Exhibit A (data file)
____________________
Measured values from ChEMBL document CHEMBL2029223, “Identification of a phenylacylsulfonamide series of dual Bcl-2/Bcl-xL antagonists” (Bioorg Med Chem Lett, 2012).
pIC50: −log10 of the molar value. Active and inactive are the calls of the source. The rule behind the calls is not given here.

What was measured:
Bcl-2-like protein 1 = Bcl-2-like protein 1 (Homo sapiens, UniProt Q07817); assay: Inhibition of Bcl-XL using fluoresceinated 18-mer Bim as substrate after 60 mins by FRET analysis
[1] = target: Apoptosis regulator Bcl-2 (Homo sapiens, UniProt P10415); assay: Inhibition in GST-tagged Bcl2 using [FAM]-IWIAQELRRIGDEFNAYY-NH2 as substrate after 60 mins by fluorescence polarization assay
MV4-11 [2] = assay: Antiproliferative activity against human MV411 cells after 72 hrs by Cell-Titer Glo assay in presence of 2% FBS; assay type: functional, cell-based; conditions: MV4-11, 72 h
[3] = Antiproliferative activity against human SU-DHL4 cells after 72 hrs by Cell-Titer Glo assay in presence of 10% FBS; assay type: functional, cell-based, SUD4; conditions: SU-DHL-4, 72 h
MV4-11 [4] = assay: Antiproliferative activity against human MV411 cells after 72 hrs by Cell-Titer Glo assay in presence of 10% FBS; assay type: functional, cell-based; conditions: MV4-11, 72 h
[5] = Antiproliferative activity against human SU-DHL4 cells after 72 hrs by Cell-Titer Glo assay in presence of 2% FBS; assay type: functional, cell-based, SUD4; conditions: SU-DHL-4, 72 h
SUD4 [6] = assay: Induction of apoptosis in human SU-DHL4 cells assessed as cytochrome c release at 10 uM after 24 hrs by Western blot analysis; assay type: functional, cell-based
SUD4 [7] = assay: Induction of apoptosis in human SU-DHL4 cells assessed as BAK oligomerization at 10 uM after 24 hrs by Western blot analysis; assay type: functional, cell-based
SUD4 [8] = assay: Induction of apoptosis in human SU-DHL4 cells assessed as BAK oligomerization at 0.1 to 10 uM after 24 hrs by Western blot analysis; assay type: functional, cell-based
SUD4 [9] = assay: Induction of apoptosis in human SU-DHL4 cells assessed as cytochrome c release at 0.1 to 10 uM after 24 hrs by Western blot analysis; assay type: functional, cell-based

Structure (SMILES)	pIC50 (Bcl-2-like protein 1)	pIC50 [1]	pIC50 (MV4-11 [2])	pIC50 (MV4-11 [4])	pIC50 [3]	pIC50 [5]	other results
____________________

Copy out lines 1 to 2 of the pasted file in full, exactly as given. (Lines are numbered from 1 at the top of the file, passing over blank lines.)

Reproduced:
Measured values from ChEMBL document CHEMBL2029223, “Identification of a phenylacylsulfonamide series of dual Bcl-2/Bcl-xL antagonists” (Bioorg Med Chem Lett, 2012).
pIC50: −log10 of the molar value. Active and inactive are the calls of the source. The rule behind the calls is not given here.